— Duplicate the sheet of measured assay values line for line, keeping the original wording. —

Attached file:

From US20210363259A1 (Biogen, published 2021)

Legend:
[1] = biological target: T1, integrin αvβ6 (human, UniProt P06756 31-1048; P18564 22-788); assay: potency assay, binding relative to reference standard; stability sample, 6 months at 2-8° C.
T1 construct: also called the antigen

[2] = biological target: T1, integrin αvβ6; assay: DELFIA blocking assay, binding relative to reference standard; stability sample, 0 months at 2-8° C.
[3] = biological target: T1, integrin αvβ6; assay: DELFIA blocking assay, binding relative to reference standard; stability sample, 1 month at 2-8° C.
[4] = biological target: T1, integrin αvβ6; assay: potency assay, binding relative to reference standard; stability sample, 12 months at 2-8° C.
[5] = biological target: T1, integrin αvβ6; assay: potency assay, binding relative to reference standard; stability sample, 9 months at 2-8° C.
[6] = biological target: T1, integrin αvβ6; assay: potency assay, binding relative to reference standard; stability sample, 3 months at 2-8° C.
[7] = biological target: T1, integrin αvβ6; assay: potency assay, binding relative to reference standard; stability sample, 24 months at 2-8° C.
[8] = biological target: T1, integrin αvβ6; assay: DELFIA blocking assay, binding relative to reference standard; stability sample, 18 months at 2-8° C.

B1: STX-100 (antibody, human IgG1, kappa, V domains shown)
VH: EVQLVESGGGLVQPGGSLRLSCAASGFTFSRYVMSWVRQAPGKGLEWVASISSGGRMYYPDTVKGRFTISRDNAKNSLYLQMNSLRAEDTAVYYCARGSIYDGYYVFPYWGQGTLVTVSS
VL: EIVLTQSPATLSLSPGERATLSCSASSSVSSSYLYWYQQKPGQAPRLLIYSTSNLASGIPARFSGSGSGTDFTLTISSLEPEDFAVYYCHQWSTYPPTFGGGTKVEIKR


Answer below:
From US20210363259A1 (Biogen, published 2021)

Legend:
[1] = biological target: T1, integrin αvβ6 (human, UniProt P06756 31-1048; P18564 22-788); assay: potency assay, binding relative to reference standard; stability sample, 6 months at 2-8° C.
T1 construct: also called the antigen

[2] = biological target: T1, integrin αvβ6; assay: DELFIA blocking assay, binding relative to reference standard; stability sample, 0 months at 2-8° C.
[3] = biological target: T1, integrin αvβ6; assay: DELFIA blocking assay, binding relative to reference standard; stability sample, 1 month at 2-8° C.
[4] = biological target: T1, integrin αvβ6; assay: potency assay, binding relative to reference standard; stability sample, 12 months at 2-8° C.
[5] = biological target: T1, integrin αvβ6; assay: potency assay, binding relative to reference standard; stability sample, 9 months at 2-8° C.
[6] = biological target: T1, integrin αvβ6; assay: potency assay, binding relative to reference standard; stability sample, 3 months at 2-8° C.
[7] = biological target: T1, integrin αvβ6; assay: potency assay, binding relative to reference standard; stability sample, 24 months at 2-8° C.
[8] = biological target: T1, integrin αvβ6; assay: DELFIA blocking assay, binding relative to reference standard; stability sample, 18 months at 2-8° C.

B1: STX-100 (antibody, human IgG1, kappa, V domains shown)
VH: EVQLVESGGGLVQPGGSLRLSCAASGFTFSRYVMSWVRQAPGKGLEWVASISSGGRMYYPDTVKGRFTISRDNAKNSLYLQMNSLRAEDTAVYYCARGSIYDGYYVFPYWGQGTLVTVSS
VL: EIVLTQSPATLSLSPGERATLSCSASSSVSSSYLYWYQQKPGQAPRLLIYSTSNLASGIPARFSGSGSGTDFTLTISSLEPEDFAVYYCHQWSTYPPTFGGGTKVEIKR